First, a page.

The Bill contains a number of refinements intended to improve the management of Victoria's water resources, including provision for the periodic reassessment of these resources (which may lead to the curtailment or other modification of rights to use water) and the development of regional sustainable water strategies.

Probably the most significant reform that is proposed in this respect, however, is the establishment of the environmental water reserve. This reserve comprises water that is set aside for the benefit of the environment under environmental entitlements or the operation of conditions on bulk entitlements, licences, permits or authorities, and under management plans or regulations. The objective of the environmental water reserve is to maintain a sufficient volume of water to preserve the environmental values and health of water ecosystems, including their biodiversity, ecological functioning and quality of water.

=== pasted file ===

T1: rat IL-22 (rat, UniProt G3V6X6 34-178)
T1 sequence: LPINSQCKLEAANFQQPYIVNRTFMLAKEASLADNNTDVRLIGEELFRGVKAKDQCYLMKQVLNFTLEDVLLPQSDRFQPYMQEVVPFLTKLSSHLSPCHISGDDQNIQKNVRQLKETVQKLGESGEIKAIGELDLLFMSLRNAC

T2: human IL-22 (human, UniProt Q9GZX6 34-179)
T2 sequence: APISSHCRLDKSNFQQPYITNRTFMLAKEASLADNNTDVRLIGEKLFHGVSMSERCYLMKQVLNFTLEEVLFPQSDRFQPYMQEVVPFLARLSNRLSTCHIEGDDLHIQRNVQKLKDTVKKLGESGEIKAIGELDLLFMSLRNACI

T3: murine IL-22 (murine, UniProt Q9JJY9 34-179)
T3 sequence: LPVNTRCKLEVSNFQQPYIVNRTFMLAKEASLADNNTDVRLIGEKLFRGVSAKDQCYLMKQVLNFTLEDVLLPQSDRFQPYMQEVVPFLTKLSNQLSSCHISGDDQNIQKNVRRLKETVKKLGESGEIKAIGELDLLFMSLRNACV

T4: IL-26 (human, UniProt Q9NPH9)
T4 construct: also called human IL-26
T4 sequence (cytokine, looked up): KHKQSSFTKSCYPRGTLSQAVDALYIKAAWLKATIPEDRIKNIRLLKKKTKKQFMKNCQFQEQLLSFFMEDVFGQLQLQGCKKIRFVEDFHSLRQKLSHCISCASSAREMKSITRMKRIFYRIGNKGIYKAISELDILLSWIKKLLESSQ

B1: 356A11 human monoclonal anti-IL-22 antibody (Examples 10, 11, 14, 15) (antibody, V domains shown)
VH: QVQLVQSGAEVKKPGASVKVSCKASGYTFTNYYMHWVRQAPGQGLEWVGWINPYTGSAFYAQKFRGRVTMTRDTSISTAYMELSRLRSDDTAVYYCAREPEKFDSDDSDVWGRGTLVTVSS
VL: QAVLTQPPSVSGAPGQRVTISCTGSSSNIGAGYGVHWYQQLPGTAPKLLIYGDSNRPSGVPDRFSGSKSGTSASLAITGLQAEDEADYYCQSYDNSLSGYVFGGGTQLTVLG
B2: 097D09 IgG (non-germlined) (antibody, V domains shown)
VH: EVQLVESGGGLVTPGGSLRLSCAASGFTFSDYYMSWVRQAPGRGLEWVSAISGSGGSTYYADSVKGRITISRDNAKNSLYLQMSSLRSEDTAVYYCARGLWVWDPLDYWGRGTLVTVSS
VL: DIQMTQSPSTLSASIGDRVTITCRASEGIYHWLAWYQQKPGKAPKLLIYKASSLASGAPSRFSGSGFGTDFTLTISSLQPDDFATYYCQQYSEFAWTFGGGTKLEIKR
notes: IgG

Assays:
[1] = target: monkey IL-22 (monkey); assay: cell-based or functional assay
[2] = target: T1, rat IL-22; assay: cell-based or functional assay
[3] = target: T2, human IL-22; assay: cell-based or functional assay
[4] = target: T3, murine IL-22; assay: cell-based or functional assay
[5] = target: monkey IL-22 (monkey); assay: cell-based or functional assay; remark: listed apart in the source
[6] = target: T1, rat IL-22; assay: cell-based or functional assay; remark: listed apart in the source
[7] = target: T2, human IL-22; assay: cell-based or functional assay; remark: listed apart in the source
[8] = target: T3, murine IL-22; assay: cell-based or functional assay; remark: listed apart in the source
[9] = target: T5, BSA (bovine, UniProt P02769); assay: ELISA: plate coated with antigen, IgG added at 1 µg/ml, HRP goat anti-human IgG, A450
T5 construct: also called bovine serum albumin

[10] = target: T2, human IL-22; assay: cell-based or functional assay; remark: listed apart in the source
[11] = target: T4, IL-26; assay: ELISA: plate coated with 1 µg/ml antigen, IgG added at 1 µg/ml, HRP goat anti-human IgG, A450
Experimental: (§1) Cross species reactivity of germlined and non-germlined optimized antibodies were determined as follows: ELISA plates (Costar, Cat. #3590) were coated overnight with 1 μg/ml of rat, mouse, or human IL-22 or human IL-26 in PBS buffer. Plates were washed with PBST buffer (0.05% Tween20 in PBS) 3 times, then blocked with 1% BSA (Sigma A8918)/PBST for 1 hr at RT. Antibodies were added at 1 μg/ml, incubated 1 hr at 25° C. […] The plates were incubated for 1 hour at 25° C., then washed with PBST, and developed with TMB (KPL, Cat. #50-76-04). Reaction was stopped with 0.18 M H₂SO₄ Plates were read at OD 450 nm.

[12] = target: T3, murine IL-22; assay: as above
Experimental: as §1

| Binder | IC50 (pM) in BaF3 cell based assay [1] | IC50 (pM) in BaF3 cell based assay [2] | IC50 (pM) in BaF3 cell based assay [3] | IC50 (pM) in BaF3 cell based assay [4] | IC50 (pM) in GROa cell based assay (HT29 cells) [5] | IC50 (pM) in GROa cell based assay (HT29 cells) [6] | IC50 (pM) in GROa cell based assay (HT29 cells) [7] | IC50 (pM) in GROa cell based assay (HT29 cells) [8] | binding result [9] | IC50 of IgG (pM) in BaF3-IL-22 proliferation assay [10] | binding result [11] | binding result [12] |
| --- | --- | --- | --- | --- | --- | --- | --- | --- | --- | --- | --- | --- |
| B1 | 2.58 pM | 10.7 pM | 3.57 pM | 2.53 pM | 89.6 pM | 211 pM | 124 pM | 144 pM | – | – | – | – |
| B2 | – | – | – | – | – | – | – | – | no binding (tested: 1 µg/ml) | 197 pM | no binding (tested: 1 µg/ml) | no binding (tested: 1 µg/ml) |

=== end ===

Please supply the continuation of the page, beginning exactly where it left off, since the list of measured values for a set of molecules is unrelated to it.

Under the Bill, the Minister is empowered to allocate environmental entitlements to water (other than recycled water) to the environment Minister2 , who may in turn assign an allocation of water under an environmental entitlement to the owner or occupier of land on which water may be used if the assignment will benefit the environmental water reserve. Further, such an assignee may (with the Minister's approval) temporarily assign all or part of that allocation to another landholder.

The introduction of the environmental water reserve means that, depending on the circumstances, an application for the grant or transfer of a bulk entitlement, licence, permit, authority or other water-related entitlement under the Act must, or may, be refused if it is likely to have an adverse effect on maintaining the environmental water reserve. Likewise, seasonal water allocations must take account of the amount of water reserved for the environment.

Replacement of existing water-related entitlements